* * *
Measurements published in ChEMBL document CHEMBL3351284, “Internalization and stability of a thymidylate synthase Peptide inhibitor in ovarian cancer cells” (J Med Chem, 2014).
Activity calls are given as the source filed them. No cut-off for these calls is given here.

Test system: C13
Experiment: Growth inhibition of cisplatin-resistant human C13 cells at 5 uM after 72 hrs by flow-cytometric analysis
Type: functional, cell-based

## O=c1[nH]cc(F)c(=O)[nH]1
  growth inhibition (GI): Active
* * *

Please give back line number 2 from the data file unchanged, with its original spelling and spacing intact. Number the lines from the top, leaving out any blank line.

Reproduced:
Activity calls are given as the source filed them. No cut-off for these calls is given here.